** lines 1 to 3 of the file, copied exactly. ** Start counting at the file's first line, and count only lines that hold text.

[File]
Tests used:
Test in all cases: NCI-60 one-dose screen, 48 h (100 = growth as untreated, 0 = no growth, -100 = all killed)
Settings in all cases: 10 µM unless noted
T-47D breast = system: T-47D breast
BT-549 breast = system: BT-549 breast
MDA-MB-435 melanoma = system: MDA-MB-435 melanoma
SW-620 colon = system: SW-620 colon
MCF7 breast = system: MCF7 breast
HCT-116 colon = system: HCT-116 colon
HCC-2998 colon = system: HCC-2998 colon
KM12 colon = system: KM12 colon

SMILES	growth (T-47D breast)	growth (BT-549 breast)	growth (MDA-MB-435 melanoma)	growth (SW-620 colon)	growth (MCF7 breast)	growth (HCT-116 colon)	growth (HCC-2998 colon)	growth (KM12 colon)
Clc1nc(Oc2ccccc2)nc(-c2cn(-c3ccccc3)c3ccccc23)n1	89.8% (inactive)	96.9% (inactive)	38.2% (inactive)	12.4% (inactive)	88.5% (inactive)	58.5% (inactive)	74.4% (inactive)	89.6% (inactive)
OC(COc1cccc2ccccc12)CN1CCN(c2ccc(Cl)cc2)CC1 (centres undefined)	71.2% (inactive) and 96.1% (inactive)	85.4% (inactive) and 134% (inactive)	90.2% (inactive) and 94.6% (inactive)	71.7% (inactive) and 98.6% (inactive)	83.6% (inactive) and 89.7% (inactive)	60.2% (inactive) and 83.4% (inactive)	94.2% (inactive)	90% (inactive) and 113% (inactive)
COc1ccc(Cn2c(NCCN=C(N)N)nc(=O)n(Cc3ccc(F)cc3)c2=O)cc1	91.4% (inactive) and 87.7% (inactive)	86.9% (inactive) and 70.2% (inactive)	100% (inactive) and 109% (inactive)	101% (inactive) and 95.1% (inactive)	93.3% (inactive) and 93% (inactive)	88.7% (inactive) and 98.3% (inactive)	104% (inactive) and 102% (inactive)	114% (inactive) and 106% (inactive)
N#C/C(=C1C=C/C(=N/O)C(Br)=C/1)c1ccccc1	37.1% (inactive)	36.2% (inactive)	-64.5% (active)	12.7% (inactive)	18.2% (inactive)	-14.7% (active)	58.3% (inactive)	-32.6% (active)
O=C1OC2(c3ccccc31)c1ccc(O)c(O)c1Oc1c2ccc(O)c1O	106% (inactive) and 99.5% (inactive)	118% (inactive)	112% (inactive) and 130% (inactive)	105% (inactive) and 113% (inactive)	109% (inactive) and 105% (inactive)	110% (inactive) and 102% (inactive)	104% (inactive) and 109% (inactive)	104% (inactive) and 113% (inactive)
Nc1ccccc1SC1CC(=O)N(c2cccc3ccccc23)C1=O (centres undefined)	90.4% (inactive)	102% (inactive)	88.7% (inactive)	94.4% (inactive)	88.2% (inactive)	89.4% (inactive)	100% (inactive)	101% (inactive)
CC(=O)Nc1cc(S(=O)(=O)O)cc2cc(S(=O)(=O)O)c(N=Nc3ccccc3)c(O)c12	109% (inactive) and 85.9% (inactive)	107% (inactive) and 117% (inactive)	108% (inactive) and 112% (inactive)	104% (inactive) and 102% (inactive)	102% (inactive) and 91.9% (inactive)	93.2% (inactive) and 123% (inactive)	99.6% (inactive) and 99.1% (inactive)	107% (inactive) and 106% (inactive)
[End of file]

Tests used:
Test in all cases: NCI-60 one-dose screen, 48 h (100 = growth as untreated, 0 = no growth, -100 = all killed)
Settings in all cases: 10 µM unless noted